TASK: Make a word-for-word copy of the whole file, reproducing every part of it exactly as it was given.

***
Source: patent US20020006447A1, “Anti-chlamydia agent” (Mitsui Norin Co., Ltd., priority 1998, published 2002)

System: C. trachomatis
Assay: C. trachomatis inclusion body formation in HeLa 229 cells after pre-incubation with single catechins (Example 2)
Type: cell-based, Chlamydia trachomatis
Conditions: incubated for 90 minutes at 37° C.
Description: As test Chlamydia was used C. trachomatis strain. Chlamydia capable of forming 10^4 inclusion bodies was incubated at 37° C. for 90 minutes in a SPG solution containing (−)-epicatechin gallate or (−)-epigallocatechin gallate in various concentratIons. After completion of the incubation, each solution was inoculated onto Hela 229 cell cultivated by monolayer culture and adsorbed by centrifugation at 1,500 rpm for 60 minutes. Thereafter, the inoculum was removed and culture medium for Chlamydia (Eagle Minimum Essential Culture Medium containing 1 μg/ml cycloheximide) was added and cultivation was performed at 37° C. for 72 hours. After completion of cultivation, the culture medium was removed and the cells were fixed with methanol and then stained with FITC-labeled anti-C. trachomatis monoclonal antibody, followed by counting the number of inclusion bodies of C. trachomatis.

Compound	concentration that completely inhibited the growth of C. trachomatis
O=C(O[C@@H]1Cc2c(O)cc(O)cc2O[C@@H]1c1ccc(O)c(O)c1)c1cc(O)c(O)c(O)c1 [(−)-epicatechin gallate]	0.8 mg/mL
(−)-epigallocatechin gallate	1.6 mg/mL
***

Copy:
Source: patent US20020006447A1, “Anti-chlamydia agent” (Mitsui Norin Co., Ltd., priority 1998, published 2002)

System: C. trachomatis
Assay: C. trachomatis inclusion body formation in HeLa 229 cells after pre-incubation with single catechins (Example 2)
Type: cell-based, Chlamydia trachomatis
Conditions: incubated for 90 minutes at 37° C.
Description: As test Chlamydia was used C. trachomatis strain. Chlamydia capable of forming 10^4 inclusion bodies was incubated at 37° C. for 90 minutes in a SPG solution containing (−)-epicatechin gallate or (−)-epigallocatechin gallate in various concentratIons. After completion of the incubation, each solution was inoculated onto Hela 229 cell cultivated by monolayer culture and adsorbed by centrifugation at 1,500 rpm for 60 minutes. Thereafter, the inoculum was removed and culture medium for Chlamydia (Eagle Minimum Essential Culture Medium containing 1 μg/ml cycloheximide) was added and cultivation was performed at 37° C. for 72 hours. After completion of cultivation, the culture medium was removed and the cells were fixed with methanol and then stained with FITC-labeled anti-C. trachomatis monoclonal antibody, followed by counting the number of inclusion bodies of C. trachomatis.

Compound	concentration that completely inhibited the growth of C. trachomatis
O=C(O[C@@H]1Cc2c(O)cc(O)cc2O[C@@H]1c1ccc(O)c(O)c1)c1cc(O)c(O)c(O)c1 [(−)-epicatechin gallate]	0.8 mg/mL
(−)-epigallocatechin gallate	1.6 mg/mL